Milos (in Greek, Μήλος) , is a volcanic Greek island in the Aegean Sea, just north of the Sea of Crete.
Antimilos (Greek: Αντίμηλος) is a Greek island in the Cyclades, 13 miles (20 km) northwest of Milos. Administratively, it is part of the municipality of Milos. Antimilos is an uninhabited mass of trachyte (671 m height), often called Erimomilos (Desert Milos). It is a volcanic island and the crater is still obvious. Ancient inhabitants transformed the crater to an open rain tank. On the island lives a rare variation of the common goat called Capra aegagrus pictus. It is similar but not the same with the Cretan goat known as “kri-kri” (Capra aegagrus creticus).
Milos is famous for the statue of Aphrodite (the “Venus de Milo”, now in the Louvre), and also for statues of the Greek god Asclepius (now in the British Museum) and the Poseidon and an archaic Apollo in Athens. The Municipality of Milos also includes the uninhabited offshore islands of Antimilos and Akradies. The combined land area is 160.147 km² and the 2001 census population was 4,771 inhabitants.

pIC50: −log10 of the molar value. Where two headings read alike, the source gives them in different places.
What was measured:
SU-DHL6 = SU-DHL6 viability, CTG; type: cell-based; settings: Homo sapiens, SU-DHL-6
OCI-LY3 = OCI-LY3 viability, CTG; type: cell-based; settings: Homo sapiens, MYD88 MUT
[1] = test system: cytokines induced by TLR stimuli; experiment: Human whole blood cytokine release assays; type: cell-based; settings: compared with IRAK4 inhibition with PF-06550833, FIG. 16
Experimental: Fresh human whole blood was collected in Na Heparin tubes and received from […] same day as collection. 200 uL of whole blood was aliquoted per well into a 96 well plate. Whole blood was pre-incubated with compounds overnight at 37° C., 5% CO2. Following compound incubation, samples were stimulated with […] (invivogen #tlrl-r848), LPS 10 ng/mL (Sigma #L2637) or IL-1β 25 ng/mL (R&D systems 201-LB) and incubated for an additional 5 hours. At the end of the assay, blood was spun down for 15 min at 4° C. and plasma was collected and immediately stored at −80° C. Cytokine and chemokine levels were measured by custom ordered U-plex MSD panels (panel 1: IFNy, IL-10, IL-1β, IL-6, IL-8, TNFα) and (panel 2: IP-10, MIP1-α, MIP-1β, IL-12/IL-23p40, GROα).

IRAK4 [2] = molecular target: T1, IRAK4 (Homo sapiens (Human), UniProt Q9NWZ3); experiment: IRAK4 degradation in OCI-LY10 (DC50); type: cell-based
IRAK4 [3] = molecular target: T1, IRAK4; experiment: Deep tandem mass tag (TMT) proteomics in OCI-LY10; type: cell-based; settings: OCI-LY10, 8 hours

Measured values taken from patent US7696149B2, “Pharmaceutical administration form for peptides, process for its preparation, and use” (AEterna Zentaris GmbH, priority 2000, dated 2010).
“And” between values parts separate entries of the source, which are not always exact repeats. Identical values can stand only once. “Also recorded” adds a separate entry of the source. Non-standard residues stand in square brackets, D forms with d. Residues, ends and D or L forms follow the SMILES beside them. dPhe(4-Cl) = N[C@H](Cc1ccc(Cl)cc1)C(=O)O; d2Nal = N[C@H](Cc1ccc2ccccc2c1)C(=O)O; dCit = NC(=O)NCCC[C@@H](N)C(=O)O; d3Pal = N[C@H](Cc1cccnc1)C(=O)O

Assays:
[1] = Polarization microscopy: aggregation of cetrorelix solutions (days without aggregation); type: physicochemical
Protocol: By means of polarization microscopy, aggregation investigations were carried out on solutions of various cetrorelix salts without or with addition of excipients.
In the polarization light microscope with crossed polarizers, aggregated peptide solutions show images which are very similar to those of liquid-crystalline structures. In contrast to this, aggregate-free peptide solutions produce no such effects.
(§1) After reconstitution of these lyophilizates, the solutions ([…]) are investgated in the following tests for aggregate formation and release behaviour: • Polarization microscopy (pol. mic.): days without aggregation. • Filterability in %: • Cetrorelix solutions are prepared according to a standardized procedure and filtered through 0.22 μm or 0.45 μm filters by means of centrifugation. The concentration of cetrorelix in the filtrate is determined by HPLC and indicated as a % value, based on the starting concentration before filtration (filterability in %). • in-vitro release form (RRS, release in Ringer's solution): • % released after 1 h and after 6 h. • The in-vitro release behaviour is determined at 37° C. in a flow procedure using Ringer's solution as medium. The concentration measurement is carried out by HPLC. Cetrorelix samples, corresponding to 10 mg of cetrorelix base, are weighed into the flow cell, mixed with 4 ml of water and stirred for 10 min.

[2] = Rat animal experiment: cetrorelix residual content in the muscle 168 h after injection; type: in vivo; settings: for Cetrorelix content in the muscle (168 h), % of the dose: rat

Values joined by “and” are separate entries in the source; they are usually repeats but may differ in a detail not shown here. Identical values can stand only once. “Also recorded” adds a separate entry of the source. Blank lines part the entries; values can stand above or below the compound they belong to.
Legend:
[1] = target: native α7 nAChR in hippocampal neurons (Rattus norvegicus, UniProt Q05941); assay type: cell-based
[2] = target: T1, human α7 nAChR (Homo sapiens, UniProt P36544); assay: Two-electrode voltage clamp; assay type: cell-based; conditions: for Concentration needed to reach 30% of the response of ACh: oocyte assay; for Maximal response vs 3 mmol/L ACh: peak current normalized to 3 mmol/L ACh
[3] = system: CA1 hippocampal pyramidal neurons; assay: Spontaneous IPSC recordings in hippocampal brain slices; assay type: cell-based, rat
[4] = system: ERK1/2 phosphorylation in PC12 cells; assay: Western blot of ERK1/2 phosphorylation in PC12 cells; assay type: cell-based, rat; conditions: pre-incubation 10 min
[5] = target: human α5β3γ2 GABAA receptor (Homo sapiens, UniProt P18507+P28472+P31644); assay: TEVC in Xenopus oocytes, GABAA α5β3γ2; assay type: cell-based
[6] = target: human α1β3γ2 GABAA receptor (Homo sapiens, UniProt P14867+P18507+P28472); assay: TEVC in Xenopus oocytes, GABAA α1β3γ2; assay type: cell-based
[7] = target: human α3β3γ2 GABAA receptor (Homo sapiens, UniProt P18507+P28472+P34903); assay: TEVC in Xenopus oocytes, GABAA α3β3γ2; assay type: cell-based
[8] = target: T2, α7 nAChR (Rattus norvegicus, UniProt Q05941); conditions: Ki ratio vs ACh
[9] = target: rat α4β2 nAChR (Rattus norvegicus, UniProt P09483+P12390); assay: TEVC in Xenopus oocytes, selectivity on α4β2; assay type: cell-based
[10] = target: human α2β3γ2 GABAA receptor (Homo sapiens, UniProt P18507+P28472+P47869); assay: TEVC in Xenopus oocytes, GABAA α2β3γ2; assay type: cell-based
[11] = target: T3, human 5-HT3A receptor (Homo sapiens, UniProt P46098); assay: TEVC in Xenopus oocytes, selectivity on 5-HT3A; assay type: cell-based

There are about 70 beaches on Milos Island. Hivadolimni Beach is the longest at about 1 kilometre (0.62 mi). The rest of the beaches are starting from (North): Sarakiniko Beach, Papafragas, Kapros, Pachena, Alogomantra, Konstantinos, Mitakas, Mantrakia, Firopotamos, Nerodafni, Lakida, Plathiena, Fourkovouni, Areti, Pollonia, Gourado and Filakopi. (South): Firiplaka, Paliochori, Provatas, Tsigrado, Agia Kyriaki, Psaravolada, Kleftiko, Gerontas, Gerakas, Agios Sostis, Mouchlioti, Katergo, Spathi, Firligos, Pialothiafes, Kalamos, Krotiraki, Psathi, Svoronou and Sakelari. (West): Agios Ioannis, Cave of Sikia, Agathia, Triades and Ammoudaraki. (East): Voudia, Thalassa, Paliorema, Tria Pagidia and Thiafes. (In the Bay Area): Hivadolimni, Lagada, Papikinou, Fatourena, Klima, Skinopi and Patrikia. The North and South and bay beaches are tourist attractions. The east beaches are very quiet, and those to the west are also quiet beaches.